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This website is about Brazilian jiu jitsu (BJJ). I'm a black belt who started in 2006, teaching and training at Artemis BJJ in Bristol, UK. All content ©Can Sönmez

20 March 2011

20/03/2011 - RGA Aylesbury (Beginner)

Class #381
RGA Aylesbury, (BJJ), Kev Capel, Aylesbury, UK - 20/03/2011

Chrissy, a regular contributor to this site (see her articles here), has put up a great post on her own blog, here, about 'winning' in the gym. Go check it out.

I'm continuing to be careful of my leg, but it is definitely improving as I took part in drilling the takedowns. I was taking it very easy and there wasn't any lifting, but it is still a good sign. The takedown today starts from the basic collar and sleeve grip. You bring your elbow over and inside their collar grabbing arm, then circle your arm underneath. Drop to their legs, encircling behind both their knees with your arms.

Hook your same side leg around whichever leg they have forward, then drive forwards to put them on their back. Kev advised putting your instep on the floor, rather than driving over your toes. If they don't manage to immediately go to half guard or closed guard, you can base on your shoulders, arms and head, then hop your legs over to side control.

The rest of the session focused on the clock choke. They have turtled up, so you move to their side, keeping your weight on them with your legs sprawled back (so that you don't relieve any of the pressure by supporting some of it with your knees). Your far arm is going to reach across their body and chop by their knee.

Your aim is to slip your hand inside: this won't be easy, as they will probably be tucking their elbows by their knees. You also need to be aware that even if you do get your hand inside, if you're not careful they may wrap your elbow and roll, putting them in the top position.

While being careful to avoid that trap, use your hand to grab their collar and open it up. Your other hand goes over their shoulder and past their neck, sliding along their jaw line. Feed the collar you've grabbed to that shoulder hand, getting a tight grip. That leaves your feeding hand free to switch to their same side wrist, pulling it towards their body.

Put your head on the mat, then walk your legs around to the other side of the body one at a time. The motion is as if your legs were the hands of a clock face: hence the name of the choke. Make sure you keep your weight on them to prevent their escape, being careful that you aren't too far forward or back. That should eventually get the tap, as the choke gets tighter each time you step around.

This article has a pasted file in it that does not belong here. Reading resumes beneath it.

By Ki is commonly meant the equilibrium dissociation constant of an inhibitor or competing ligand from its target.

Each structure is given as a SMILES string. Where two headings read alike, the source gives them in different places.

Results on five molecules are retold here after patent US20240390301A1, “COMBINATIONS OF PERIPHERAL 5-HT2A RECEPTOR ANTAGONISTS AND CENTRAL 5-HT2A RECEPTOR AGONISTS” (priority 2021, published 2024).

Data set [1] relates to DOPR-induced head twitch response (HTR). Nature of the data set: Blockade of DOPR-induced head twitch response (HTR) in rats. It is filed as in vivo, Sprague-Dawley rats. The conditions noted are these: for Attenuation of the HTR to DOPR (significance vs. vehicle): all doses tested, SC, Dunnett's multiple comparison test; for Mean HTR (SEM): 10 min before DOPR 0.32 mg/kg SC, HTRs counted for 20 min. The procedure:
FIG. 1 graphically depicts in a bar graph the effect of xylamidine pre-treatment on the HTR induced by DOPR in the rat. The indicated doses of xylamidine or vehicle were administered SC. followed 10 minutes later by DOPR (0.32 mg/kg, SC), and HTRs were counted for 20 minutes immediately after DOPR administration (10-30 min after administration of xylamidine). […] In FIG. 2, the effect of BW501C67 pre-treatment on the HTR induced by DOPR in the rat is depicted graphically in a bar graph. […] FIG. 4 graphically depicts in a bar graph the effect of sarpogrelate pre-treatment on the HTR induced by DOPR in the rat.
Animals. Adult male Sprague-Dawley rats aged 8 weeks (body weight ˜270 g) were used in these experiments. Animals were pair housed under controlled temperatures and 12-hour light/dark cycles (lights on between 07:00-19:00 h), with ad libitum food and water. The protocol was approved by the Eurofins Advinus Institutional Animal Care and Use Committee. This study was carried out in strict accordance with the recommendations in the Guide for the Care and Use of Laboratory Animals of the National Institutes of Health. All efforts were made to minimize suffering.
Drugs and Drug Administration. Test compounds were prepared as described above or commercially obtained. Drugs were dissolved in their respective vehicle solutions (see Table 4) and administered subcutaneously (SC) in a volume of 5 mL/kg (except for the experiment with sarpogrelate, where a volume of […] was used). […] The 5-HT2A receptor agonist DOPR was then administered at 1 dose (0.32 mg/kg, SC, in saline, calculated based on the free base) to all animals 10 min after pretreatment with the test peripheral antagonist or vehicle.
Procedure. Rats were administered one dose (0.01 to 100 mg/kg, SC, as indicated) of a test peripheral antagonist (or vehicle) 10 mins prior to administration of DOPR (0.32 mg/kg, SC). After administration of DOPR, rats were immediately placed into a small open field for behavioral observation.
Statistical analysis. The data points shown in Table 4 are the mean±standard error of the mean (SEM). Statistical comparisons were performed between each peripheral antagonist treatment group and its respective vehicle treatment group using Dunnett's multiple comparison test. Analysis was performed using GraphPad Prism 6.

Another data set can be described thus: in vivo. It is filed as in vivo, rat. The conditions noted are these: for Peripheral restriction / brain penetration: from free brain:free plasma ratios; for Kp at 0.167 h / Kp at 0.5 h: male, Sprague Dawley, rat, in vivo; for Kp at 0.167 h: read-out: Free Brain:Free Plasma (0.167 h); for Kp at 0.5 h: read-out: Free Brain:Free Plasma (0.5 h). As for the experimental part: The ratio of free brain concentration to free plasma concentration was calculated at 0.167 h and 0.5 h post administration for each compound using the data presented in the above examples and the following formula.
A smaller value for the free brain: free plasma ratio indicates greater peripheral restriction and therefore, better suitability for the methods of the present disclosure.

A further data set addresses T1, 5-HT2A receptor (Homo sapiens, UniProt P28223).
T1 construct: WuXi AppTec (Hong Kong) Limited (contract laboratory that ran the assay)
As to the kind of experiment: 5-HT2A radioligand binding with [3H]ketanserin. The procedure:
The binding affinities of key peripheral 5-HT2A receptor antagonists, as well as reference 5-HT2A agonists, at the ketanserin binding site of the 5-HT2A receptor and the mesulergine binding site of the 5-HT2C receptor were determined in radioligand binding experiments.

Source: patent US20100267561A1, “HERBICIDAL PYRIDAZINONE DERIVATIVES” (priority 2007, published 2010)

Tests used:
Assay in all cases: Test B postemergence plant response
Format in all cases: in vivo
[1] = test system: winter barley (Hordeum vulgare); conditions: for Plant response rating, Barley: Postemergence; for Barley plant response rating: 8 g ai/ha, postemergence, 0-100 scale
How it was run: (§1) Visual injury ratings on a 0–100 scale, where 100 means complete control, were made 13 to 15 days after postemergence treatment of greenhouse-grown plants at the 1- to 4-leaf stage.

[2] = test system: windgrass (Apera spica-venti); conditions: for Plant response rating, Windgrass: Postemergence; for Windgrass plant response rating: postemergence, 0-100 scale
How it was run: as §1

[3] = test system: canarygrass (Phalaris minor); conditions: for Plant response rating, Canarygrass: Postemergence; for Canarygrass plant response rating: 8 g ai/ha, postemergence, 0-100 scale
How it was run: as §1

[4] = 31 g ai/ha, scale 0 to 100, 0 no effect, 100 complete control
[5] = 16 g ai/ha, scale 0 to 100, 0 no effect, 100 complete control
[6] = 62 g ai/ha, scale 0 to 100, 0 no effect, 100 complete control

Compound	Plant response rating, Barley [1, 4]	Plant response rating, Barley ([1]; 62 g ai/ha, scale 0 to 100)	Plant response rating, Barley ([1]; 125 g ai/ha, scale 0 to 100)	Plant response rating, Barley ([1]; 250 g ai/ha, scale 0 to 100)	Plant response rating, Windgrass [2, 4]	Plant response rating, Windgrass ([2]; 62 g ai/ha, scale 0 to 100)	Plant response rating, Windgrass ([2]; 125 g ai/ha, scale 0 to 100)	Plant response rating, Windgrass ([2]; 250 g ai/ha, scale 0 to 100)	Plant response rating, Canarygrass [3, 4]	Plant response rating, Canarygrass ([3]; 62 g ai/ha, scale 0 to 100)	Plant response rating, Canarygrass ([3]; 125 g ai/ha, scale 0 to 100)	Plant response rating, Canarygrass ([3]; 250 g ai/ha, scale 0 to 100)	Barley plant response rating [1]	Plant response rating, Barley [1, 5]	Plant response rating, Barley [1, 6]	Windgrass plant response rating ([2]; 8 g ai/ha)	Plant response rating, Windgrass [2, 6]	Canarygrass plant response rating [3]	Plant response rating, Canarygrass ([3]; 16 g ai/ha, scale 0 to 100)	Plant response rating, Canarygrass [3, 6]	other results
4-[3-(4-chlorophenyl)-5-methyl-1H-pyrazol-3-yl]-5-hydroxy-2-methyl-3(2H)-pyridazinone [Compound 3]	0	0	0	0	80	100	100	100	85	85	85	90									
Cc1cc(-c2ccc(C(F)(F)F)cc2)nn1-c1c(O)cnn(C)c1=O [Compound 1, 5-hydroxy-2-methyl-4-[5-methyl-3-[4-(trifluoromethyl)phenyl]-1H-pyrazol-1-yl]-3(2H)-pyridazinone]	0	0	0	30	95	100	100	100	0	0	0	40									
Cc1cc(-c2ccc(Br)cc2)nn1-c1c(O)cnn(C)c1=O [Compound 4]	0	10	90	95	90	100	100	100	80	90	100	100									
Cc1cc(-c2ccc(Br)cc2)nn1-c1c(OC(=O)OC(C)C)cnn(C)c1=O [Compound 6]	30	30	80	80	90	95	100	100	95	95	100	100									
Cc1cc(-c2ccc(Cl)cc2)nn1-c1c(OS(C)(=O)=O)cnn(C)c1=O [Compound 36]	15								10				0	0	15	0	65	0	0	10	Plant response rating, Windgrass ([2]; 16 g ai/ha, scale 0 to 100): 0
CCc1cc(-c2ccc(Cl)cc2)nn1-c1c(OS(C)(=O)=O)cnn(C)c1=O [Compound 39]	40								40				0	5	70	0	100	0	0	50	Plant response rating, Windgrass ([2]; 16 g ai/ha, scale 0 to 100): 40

Kev then moved into a variation on the clock choke he was shown by Felipe Souza. You're still attacking the turtle, but this time you can't chop your hand through: their defence is too secure. So instead, grip their trouser leg, by the knee, using that for control along with your weight on their back.

You are also going to grab their collar as before, except that this time you won't be able to feed it to your hand. Once you have a deep grip, bring the arm that was controlling their trouser leg to the other side of their head.

Pressing that arm into their skull produces a fair bit of pressure in conjunction with your collar grip. Increase it by leaning back slightly, while walking your legs around as before. This should result in a choke.

Finally, the clock choke defence involves blocking their arm early. Don't let them chop their hand through, instead controlling their arm at the wrist and locking it to your side. Raise your bum in order to knock them forwards, then hook over their near leg with the foot you have closest to that leg. Reach your free hand through to grab their other leg.

Bring your shoulder towards them, while also moving your knee in the same direction. The idea is to get your hips underneath them, rolling through the motion: be sure that you're using leverage not strength, as the latter will only work against people smaller than you.

If you can get that right, you should be able to swing their body right over yours, coming up on top with your back facing their head. Keep moving your hips towards their head, after which you can transition to side control.

I decided against joining in specific sparring from the back, as I didn't think my leg was up to it. As at the Roger seminar, there was a good turnout of women today, so hopefully I'll get a chance to do some light sparring with them next week. I have a lot more confidence in the control and consideration of white belt women as opposed to men, and they're also smaller.

After sitting on the sidelines writing up my notes, I had a chance to ask Kev about leg locks before class finished. Lower body submissions are something I need to better understand now that I'm a purple. I'll go into what he said in the open mat post, although it was only a brief summary, as there wasn't enough time left to go through them all fully.

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